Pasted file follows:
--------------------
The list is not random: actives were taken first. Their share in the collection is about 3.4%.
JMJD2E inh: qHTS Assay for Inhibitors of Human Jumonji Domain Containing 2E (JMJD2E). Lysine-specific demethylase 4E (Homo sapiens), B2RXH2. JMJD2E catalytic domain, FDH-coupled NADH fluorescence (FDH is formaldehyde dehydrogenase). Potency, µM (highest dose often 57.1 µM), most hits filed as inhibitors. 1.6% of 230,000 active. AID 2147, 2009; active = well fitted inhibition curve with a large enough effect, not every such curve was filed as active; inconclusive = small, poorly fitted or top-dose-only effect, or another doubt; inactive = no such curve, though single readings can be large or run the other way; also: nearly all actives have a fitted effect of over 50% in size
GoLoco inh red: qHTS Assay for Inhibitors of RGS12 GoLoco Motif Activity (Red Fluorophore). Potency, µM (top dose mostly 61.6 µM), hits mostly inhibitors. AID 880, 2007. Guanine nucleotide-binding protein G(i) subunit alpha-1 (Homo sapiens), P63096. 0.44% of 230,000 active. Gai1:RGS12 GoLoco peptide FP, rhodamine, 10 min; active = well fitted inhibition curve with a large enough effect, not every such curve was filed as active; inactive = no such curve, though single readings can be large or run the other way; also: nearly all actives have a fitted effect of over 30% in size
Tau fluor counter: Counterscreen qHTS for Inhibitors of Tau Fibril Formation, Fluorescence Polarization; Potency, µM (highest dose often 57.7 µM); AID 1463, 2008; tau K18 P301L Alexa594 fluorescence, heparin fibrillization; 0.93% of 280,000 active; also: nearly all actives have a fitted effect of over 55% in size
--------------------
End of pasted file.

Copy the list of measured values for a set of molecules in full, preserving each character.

The list is not random: actives were taken first. Their share in the collection is about 3.4%.
JMJD2E inh: qHTS Assay for Inhibitors of Human Jumonji Domain Containing 2E (JMJD2E). Lysine-specific demethylase 4E (Homo sapiens), B2RXH2. JMJD2E catalytic domain, FDH-coupled NADH fluorescence (FDH is formaldehyde dehydrogenase). Potency, µM (highest dose often 57.1 µM), most hits filed as inhibitors. 1.6% of 230,000 active. AID 2147, 2009; active = well fitted inhibition curve with a large enough effect, not every such curve was filed as active; inconclusive = small, poorly fitted or top-dose-only effect, or another doubt; inactive = no such curve, though single readings can be large or run the other way; also: nearly all actives have a fitted effect of over 50% in size
GoLoco inh red: qHTS Assay for Inhibitors of RGS12 GoLoco Motif Activity (Red Fluorophore). Potency, µM (top dose mostly 61.6 µM), hits mostly inhibitors. AID 880, 2007. Guanine nucleotide-binding protein G(i) subunit alpha-1 (Homo sapiens), P63096. 0.44% of 230,000 active. Gai1:RGS12 GoLoco peptide FP, rhodamine, 10 min; active = well fitted inhibition curve with a large enough effect, not every such curve was filed as active; inactive = no such curve, though single readings can be large or run the other way; also: nearly all actives have a fitted effect of over 30% in size
Tau fluor counter: Counterscreen qHTS for Inhibitors of Tau Fibril Formation, Fluorescence Polarization; Potency, µM (highest dose often 57.7 µM); AID 1463, 2008; tau K18 P301L Alexa594 fluorescence, heparin fibrillization; 0.93% of 280,000 active; also: nearly all actives have a fitted effect of over 55% in size